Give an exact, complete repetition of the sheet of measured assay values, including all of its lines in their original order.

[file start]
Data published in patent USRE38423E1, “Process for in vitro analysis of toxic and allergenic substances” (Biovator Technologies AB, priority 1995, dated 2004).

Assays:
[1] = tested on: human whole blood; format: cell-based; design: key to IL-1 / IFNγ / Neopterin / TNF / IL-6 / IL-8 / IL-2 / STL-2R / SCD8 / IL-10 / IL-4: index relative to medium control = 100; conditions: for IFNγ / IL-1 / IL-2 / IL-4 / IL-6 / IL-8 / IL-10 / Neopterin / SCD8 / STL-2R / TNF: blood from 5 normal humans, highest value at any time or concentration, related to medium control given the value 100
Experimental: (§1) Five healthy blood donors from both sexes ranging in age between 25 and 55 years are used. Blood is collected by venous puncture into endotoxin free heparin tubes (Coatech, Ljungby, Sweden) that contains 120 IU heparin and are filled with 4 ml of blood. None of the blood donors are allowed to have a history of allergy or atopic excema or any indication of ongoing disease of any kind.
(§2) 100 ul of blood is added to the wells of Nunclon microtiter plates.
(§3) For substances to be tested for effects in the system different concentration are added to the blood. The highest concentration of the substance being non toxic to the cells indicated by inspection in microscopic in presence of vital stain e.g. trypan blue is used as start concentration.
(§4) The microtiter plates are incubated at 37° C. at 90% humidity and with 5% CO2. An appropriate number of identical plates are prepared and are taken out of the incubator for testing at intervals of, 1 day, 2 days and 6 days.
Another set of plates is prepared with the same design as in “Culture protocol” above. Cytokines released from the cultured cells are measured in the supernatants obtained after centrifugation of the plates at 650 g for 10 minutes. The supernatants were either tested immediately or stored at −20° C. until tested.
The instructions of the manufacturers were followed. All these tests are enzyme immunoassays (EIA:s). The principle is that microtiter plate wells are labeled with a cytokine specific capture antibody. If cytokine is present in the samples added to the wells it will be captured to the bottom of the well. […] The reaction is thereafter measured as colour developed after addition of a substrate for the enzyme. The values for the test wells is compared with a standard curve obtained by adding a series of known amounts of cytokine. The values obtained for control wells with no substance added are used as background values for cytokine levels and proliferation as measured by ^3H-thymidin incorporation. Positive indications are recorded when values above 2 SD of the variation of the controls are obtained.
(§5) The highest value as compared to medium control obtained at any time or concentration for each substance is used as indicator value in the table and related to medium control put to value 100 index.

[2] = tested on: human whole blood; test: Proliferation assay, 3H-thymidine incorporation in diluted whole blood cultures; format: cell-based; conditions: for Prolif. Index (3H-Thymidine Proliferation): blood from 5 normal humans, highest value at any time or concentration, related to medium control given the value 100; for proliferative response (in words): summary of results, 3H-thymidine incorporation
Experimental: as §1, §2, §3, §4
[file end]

Data published in patent USRE38423E1, “Process for in vitro analysis of toxic and allergenic substances” (Biovator Technologies AB, priority 1995, dated 2004).

Assays:
[1] = tested on: human whole blood; format: cell-based; design: key to IL-1 / IFNγ / Neopterin / TNF / IL-6 / IL-8 / IL-2 / STL-2R / SCD8 / IL-10 / IL-4: index relative to medium control = 100; conditions: for IFNγ / IL-1 / IL-2 / IL-4 / IL-6 / IL-8 / IL-10 / Neopterin / SCD8 / STL-2R / TNF: blood from 5 normal humans, highest value at any time or concentration, related to medium control given the value 100
Experimental: (§1) Five healthy blood donors from both sexes ranging in age between 25 and 55 years are used. Blood is collected by venous puncture into endotoxin free heparin tubes (Coatech, Ljungby, Sweden) that contains 120 IU heparin and are filled with 4 ml of blood. None of the blood donors are allowed to have a history of allergy or atopic excema or any indication of ongoing disease of any kind.
(§2) 100 ul of blood is added to the wells of Nunclon microtiter plates.
(§3) For substances to be tested for effects in the system different concentration are added to the blood. The highest concentration of the substance being non toxic to the cells indicated by inspection in microscopic in presence of vital stain e.g. trypan blue is used as start concentration.
(§4) The microtiter plates are incubated at 37° C. at 90% humidity and with 5% CO2. An appropriate number of identical plates are prepared and are taken out of the incubator for testing at intervals of, 1 day, 2 days and 6 days.
Another set of plates is prepared with the same design as in “Culture protocol” above. Cytokines released from the cultured cells are measured in the supernatants obtained after centrifugation of the plates at 650 g for 10 minutes. The supernatants were either tested immediately or stored at −20° C. until tested.
The instructions of the manufacturers were followed. All these tests are enzyme immunoassays (EIA:s). The principle is that microtiter plate wells are labeled with a cytokine specific capture antibody. If cytokine is present in the samples added to the wells it will be captured to the bottom of the well. […] The reaction is thereafter measured as colour developed after addition of a substrate for the enzyme. The values for the test wells is compared with a standard curve obtained by adding a series of known amounts of cytokine. The values obtained for control wells with no substance added are used as background values for cytokine levels and proliferation as measured by ^3H-thymidin incorporation. Positive indications are recorded when values above 2 SD of the variation of the controls are obtained.
(§5) The highest value as compared to medium control obtained at any time or concentration for each substance is used as indicator value in the table and related to medium control put to value 100 index.

[2] = tested on: human whole blood; test: Proliferation assay, 3H-thymidine incorporation in diluted whole blood cultures; format: cell-based; conditions: for Prolif. Index (3H-Thymidine Proliferation): blood from 5 normal humans, highest value at any time or concentration, related to medium control given the value 100; for proliferative response (in words): summary of results, 3H-thymidine incorporation
Experimental: as §1, §2, §3, §4